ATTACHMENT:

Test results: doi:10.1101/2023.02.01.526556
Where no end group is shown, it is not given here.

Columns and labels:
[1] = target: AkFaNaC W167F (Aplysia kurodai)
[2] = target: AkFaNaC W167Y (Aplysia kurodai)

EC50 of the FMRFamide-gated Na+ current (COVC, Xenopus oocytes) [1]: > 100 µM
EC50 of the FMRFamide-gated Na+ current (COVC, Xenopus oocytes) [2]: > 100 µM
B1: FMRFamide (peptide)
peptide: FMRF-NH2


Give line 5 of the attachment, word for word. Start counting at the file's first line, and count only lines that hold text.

[2] = target: AkFaNaC W167Y (Aplysia kurodai)